The Best Sitcom Episode Ever Tournament is pitting 32 of the greatest episodes of funny TV shows ever produced against each other in a single-elimination winner-takes-all (well, takes-nothing) competition. Every day, we're putting up episodes for you, our loyal readers, to vote on. Today: Seinfeld vs. The Simpsons.
Seinfeld — "The Contest," November 18, 1992
Forget best sitcom episode ever — I would argue that the funniest moment from any sitcom ever is the above, when Kramer bursts in Jerry's door, slams money down on the counter, and says "I'm out!" It still forces a belly laugh from me, even having seen this episode countless times. And what makes this moment so funny is what makes this episode so perfect: it's an entire episode about masturbating (well, about not masturbating), but they never explicitly say what the Contest is about. So Kramer's near-immediate failure and bold admission of such carries so much subtext that you can't help but laugh. In one word and bold motion, we get so much about this character and so much about this show. They didn't need to over-explain things or wring jokes out of the dirtiness of the act the episode was centered around. By playing a little bit coy, they ratcheted up the tension so when you put everything together in your head, it was just about perfect. — Adam Frucci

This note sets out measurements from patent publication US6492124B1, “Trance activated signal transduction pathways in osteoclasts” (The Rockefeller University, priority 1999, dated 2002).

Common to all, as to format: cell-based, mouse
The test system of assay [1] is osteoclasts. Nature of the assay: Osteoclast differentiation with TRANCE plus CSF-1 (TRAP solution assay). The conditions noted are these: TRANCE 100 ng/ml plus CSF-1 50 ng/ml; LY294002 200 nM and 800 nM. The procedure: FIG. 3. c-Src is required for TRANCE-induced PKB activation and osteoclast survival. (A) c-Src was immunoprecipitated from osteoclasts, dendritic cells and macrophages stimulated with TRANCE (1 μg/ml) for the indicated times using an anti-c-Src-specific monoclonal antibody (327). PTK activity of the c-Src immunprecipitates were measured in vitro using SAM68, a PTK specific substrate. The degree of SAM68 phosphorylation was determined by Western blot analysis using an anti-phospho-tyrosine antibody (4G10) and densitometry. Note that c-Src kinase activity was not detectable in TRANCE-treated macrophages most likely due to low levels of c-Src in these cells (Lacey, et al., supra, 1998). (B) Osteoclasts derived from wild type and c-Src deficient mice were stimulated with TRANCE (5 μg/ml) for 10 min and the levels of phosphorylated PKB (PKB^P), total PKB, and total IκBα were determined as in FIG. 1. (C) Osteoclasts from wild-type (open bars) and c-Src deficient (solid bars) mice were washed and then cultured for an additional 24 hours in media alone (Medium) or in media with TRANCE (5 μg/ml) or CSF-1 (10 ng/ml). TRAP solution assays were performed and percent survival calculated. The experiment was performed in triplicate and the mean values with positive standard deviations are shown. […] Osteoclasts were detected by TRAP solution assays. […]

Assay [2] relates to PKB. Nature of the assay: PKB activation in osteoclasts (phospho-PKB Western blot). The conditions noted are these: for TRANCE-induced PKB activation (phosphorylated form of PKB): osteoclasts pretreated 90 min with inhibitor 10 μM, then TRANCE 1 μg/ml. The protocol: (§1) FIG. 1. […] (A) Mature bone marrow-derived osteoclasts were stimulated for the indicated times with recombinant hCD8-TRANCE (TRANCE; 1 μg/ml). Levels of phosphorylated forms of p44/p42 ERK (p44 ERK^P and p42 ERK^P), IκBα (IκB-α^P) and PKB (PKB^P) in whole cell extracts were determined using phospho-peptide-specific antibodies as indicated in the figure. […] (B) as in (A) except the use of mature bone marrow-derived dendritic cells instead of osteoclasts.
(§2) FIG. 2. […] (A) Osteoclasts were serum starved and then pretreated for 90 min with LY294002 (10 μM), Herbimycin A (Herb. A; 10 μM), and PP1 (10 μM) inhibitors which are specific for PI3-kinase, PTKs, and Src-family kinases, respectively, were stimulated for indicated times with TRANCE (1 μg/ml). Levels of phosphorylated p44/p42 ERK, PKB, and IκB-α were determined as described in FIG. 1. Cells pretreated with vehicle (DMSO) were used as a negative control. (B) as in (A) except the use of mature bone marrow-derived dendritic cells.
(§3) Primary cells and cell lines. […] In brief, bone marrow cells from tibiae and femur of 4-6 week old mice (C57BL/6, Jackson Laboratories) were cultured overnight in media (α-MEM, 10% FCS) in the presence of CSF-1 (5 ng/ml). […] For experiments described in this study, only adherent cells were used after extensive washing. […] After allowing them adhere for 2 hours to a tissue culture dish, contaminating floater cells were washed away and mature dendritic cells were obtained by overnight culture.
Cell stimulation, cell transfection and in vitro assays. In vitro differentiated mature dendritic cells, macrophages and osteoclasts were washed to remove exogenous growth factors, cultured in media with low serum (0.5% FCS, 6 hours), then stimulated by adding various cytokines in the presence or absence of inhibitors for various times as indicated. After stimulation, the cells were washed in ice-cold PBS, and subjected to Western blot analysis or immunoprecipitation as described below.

The Simpsons — “Marge vs. the Monorail,” January 14, 1993
There are many reasons why “Marge vs. the Monorail,” one of three Simpsons episodes solely written by Conan O’Brien, is THE episode of THE greatest sitcom of all-time — including Phil Hartman’s fast-talking monorail man, Lyle Lanley; Leonard Nimoy’s fittingly random guest appearance; “The Monorail Song”; Springfield’s quintessential mob mentality-over-reason decision; Homer’s correlation between scientists and Batman; donuts getting the well-needed PR push they’d needed for years, because really, is there anything they can’t do?; the world-expanding inclusion of Ogdenville, North Haverbrook, and Brockway; and a opossum named Bitey — but the biggest one is: it’s really fucking funny. — Josh Kurp
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